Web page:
The Diary of a Dress (2 stars)

This article is from 2013

The Diary of a Dress

An unmemorable memoir directed by Hillary Wood as part of the ‘Discover Georgia in Edinburgh’ showcase

Georgia is justly renowned for the lyricism and boldness of its theatre, and the skill of its actors. So, Tamara Bartaia’s one-woman play The Diary of a Dress, which is performed by young actress Tamara Bziava and directed by Hillary Wood as part of the ‘Discover Georgia in Edinburgh’ showcase, seems an enticing prospect.

Sadly, however, there is a deadening flatness to this very literal piece in which the titular dress is bluntly anthropomorphised. From the chic French garment’s purchase in Moscow and its departure from the city, to its travails through the life of its owner and, finally, into the hands of her daughter, the episodes are, generally, too brief to really engage one’s emotions (for instance, a war comes and goes in the blink of an eye, leaving no trace).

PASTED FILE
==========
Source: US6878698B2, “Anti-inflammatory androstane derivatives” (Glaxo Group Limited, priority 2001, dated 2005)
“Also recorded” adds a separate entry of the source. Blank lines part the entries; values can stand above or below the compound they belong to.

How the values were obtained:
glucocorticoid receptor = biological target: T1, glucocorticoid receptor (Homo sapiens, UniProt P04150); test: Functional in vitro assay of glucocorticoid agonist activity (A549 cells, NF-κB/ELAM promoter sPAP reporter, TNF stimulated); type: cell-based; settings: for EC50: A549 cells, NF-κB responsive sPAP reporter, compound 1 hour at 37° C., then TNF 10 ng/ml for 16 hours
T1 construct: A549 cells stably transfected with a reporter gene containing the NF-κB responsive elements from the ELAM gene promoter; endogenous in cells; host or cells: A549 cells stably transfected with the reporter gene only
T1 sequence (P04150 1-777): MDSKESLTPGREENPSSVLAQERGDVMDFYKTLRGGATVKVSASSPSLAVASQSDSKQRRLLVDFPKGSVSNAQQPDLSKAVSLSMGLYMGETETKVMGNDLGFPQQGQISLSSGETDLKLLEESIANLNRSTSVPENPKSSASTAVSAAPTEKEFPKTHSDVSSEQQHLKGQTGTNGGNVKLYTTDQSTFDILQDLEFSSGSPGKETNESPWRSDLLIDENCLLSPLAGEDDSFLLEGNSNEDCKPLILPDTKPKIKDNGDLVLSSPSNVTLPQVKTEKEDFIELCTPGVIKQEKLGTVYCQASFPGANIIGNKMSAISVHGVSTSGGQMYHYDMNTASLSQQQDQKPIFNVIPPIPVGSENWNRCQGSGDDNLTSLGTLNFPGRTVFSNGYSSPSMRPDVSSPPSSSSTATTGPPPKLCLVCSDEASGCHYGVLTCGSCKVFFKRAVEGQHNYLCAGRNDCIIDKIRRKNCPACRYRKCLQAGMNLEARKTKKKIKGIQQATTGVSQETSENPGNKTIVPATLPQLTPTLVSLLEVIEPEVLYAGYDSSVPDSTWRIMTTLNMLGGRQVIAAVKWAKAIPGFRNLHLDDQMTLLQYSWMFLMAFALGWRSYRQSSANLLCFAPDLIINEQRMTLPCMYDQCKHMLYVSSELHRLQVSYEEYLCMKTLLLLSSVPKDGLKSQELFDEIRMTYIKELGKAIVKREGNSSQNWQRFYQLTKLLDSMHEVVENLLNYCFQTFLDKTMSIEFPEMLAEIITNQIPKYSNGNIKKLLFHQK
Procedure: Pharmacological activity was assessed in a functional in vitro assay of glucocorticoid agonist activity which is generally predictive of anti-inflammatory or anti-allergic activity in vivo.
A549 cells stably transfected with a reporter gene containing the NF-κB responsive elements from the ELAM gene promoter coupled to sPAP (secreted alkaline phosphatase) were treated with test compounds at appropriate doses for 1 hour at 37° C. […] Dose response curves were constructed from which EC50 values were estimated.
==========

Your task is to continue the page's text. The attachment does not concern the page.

To make matters worse, the script, in its English translation at least, lacks poetry or vitality. Indeed, one can’t help but feel that Bziava (battling valiantly against a minuscule audience in week one of the Fringe), would achieve greater expressiveness in her mother tongue.

Hill Street Theatre, 226 6522, until 24 Aug, 11.30am, £5.

Diary Of A Dress

  • 2 stars
  • Written by: Tamara Bartaia

Tamar Bziava's monologue about a luxurious evening dress bought in Moscow which stayed with the protagonist for 20 years full of joy, love, frustration, war, death and childbirth.